And then again, the use of the camera swoop as Xia Jiang turns serpent-like on Mei Changsu, when MCS mentions Prince Qi. Oof! It was the only time MCS gave away any emotion or anger and I was all like, eek MCS, hold your nerve! Don’t reveal too much! But then I realised he’d done it to charge up Xia Dong who was eavesdropping. Clever. MCS showed her (if she needed seeing again) that Xia Jiang is evil. And just before she’s carted off to face the Emperor.
Ah, who is really guileless? I like kfanmama’s thoughts on the Emperor’s brother. And as for Commander Meng, he seemed to show exactly the right kind of naivety at exactly the right moments which does indeed beg the question, how non-plussed is he ever really 🤔
I was super-annoyed by Prince Jing more often than I was impressed, I’m afraid. Talk about over-acted over-reacting when Xia Jiang mentions bringing in MCS. I mean, sure, make a bit of fuss in the heat of the moment but he made it so obvious to our Suspicious Emperor that he’s involved with our Divine Talent 🙄 Hmm, it would have been helpful if MCS could have prepared our react-first-think-later prince and if your reasoning is correct, kfangurl (his worry Jingy would worry) then, really, is Prince Jing actually going to make a good Emperor or not?!
And lastly, just to get everything off my chest 😆, the Emperor noting Prince Yu is too like him, and in the next breath growling that Yu isn’t willing to ever admit to his mistakes… Hmm… Just leaving that there 😊
Ahaha great points Ele! I did notice MCS got uncharacteristically angry when talking to Xia Jiang about Prince Qi, and I wondered why he was giving away his “real motivation”, didn’t think it was for Xia Dong’s benefit.
And your last line on the Emperor growling that Prince Yu isn’t willing to ever admit his mistakes, lol!
@ele nash: I guess I get to stand up for Prince Jing once again. Hmmmph. First let us just start with what has occurred off screen. Who exactly was it to pose to Xia Dong her role in this plot? Um, oh yeah, I remember, Prince Jing who pointed out to MCS how much more preferable it would be if he were the one to engage her. That is the most crucial element of the whole scheme pivots upon Jing’s ability to pitch it to Xia Dong in a way that she is willing to do the dirty work for all of them. Secondly, why the Prince is the Great Hope is because the man cares, because he is willing to make the risk, the one that brings Marquis Yan into the mix, to do what is right, because he is the one who can get even the plotting MCS, overly concerned himself for Prince Jing, to do the right thing and rescue their comrade in arms, leading to this amazing and quite winning set of circumstances. And finally, note how forewarned, Prince Jing does not even bat an eye, literally, while his mother is being called to task and Prince Yu shamelessly taunts him. Jing makes mistakes only when he is not left in the loop. As Emperor, you can bet he will demand being left in the loop. Really, the mistakes you wish to take Jing to task for were, in fact, MCS’ mistakes in underestimating him.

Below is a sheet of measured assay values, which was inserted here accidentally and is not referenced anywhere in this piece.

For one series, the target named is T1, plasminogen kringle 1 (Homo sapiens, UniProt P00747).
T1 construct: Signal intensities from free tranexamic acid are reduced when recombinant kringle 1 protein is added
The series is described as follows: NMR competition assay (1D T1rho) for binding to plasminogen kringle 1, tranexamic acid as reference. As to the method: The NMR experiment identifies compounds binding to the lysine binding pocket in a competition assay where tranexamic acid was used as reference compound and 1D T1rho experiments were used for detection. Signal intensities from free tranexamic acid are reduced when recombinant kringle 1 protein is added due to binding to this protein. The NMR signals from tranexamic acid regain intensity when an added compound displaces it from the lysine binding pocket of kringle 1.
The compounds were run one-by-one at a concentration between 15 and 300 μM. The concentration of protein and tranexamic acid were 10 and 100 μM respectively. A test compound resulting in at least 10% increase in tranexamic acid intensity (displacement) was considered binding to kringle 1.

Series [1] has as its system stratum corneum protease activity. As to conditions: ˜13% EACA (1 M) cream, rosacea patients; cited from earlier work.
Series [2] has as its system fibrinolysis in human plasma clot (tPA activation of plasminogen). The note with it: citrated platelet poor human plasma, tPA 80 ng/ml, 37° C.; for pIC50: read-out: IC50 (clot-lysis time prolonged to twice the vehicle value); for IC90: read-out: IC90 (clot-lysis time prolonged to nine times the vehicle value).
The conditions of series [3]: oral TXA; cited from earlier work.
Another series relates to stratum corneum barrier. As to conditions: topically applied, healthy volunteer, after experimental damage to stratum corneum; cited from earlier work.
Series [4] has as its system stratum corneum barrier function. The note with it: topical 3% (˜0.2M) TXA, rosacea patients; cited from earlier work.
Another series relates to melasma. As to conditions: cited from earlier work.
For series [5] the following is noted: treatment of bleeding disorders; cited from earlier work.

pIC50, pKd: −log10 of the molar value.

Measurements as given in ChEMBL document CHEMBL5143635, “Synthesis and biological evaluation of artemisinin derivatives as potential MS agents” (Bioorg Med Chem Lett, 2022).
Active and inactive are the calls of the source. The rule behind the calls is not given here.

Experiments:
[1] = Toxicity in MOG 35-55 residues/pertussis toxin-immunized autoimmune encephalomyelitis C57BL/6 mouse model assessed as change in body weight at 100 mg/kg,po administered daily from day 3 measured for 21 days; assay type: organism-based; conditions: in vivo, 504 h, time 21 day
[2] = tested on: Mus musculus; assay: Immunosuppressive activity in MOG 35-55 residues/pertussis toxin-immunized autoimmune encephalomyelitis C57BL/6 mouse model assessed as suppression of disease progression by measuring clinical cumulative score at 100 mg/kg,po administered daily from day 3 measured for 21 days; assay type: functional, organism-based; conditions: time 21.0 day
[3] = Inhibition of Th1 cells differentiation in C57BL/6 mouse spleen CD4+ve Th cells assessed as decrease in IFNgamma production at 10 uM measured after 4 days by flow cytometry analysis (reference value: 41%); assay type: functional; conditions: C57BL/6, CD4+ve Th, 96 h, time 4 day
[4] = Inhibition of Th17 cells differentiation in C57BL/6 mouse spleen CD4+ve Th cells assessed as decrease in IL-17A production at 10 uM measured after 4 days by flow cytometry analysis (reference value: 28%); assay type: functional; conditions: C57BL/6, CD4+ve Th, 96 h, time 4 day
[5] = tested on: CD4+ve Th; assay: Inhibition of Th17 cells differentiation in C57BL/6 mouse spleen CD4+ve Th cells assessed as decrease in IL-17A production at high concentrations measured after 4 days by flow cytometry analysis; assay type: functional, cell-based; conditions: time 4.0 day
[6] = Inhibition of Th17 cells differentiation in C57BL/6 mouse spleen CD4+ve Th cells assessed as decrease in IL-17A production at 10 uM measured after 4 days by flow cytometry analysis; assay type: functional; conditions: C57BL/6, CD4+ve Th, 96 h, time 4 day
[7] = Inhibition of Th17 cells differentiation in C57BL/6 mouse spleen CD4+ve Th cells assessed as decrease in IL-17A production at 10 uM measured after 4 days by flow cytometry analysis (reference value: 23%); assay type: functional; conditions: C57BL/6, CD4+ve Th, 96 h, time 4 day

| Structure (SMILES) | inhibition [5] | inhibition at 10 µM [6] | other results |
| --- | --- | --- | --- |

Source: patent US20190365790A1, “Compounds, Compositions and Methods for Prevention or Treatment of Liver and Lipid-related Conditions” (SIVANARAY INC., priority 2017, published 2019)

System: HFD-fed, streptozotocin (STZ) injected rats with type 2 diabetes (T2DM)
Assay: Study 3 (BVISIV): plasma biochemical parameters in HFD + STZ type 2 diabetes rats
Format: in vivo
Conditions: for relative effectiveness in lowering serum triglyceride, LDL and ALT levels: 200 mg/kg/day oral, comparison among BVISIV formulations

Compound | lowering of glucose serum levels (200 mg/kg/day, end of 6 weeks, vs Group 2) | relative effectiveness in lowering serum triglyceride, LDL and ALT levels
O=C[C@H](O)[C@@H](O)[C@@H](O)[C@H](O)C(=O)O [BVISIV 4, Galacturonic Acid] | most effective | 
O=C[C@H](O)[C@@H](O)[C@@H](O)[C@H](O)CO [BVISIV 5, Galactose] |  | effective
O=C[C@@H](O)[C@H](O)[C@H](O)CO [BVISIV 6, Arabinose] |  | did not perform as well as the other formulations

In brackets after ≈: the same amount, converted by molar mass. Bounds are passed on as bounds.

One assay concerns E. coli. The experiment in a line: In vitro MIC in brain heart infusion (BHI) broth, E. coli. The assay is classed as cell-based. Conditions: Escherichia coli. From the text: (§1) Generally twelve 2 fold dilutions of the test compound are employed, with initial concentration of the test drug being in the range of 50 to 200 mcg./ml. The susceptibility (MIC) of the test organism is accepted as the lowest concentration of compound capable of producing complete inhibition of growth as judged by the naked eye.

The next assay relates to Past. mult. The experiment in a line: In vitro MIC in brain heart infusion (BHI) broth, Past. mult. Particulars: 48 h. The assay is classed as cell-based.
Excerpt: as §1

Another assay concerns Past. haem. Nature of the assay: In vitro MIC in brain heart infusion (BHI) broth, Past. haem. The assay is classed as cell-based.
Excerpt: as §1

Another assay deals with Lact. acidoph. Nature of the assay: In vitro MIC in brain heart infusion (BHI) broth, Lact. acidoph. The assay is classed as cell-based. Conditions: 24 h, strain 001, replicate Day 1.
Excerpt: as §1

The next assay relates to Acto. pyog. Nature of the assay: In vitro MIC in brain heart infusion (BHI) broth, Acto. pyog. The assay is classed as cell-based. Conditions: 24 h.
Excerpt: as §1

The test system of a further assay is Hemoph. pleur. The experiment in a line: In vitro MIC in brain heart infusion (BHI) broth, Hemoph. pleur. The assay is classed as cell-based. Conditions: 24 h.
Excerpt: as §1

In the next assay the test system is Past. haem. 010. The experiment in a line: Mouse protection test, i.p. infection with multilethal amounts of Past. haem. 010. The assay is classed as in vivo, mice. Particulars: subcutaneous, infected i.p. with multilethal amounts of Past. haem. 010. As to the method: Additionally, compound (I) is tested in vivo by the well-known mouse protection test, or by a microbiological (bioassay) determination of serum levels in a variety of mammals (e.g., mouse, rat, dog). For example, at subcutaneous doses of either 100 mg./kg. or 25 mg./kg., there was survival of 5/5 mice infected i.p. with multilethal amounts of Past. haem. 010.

BE – I must say that I am really enjoying your rationalizations on ‘to tell’ or ‘not to tell’ Jingy. It is fascinating. Being a very cautious person by nature, I have a different viewpoint but I truly enjoy reading yours and I usually am prone to go into deep thought after reading your explanations. Really glad to hear your POV.
@phl1rxd: Well, I can see how this is a necessary feature of the plot. Why else would there be such fortuitous near misses if it weren’t for leaving JIng in the dark. But from a purely results oriented perspective, I really do not get how it is being cautious and not stupid to keep on with this business when time after time Jing if informed handles himself with aplomb.
I think it is pretty obvious when Jing is nonplussed about his mother having been forewarned, he could handle both MCS and Lin Shu with the exact same mean and lean poker face with which he goes about things all the time. His mother, did not flap an eyelid.
I just do not get watching how Jing behaves, rather than what everyone says about him, what evidence there is that he will blow it if he knows the score. He only blows it when he is left out of the loop. Does he know MCS is Lin Shu when throws a fit over the whole escape deal? Is he made aware of the MCS/Xia Jiang confrontation being part of the trap to bring him down, and so a necessary part of the plot?